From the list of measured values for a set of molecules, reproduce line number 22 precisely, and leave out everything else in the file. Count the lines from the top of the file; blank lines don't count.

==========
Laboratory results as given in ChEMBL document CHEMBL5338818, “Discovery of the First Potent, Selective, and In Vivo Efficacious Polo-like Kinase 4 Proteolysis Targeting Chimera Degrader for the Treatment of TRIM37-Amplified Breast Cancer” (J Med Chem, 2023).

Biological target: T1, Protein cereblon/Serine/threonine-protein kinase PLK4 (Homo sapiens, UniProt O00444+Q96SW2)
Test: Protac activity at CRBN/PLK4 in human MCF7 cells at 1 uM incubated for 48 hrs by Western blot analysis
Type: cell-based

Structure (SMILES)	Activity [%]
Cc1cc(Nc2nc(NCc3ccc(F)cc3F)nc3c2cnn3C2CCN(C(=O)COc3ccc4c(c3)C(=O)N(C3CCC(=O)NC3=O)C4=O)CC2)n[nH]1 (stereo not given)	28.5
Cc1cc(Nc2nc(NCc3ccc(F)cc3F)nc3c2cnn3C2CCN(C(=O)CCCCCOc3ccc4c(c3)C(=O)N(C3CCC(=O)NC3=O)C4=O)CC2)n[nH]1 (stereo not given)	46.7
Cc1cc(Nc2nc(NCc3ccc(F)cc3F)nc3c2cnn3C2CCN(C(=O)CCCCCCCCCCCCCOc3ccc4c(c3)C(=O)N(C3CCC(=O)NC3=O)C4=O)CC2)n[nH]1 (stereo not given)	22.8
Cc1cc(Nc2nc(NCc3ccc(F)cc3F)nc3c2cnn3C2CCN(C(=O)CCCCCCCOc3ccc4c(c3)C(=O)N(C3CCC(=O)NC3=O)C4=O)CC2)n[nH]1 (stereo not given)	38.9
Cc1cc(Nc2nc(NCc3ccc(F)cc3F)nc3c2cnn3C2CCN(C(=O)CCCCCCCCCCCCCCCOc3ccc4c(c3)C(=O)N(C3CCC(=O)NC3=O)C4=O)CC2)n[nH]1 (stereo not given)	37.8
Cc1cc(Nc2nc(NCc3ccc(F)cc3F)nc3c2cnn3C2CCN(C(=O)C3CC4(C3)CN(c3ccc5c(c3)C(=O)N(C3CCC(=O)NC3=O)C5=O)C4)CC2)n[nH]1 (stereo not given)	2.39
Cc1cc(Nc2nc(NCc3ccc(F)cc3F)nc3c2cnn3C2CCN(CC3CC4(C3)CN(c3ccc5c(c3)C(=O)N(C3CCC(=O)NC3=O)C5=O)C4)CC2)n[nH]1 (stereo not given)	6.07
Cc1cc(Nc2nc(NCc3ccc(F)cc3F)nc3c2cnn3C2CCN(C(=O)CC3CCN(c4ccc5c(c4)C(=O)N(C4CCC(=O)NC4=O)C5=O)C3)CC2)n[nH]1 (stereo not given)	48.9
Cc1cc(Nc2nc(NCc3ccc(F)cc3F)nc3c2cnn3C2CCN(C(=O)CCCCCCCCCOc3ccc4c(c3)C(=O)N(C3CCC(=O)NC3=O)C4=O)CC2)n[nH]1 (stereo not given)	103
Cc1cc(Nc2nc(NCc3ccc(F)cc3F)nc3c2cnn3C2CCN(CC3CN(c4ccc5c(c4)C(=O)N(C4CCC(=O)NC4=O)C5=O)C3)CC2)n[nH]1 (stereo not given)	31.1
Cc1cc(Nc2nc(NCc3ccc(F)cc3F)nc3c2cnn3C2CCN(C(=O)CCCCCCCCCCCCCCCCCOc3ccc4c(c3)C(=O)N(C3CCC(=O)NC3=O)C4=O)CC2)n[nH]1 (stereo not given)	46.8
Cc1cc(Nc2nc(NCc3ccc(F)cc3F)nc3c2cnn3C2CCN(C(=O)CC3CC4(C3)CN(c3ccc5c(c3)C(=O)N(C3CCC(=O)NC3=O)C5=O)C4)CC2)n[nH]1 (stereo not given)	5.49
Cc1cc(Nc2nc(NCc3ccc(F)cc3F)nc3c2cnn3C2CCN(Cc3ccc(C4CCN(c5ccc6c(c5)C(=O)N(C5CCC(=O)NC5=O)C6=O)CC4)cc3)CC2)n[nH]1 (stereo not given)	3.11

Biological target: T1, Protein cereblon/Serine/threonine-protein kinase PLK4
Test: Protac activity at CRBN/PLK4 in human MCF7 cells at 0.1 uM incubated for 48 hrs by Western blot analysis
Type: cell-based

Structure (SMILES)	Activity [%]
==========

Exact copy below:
Structure (SMILES)	Activity [%]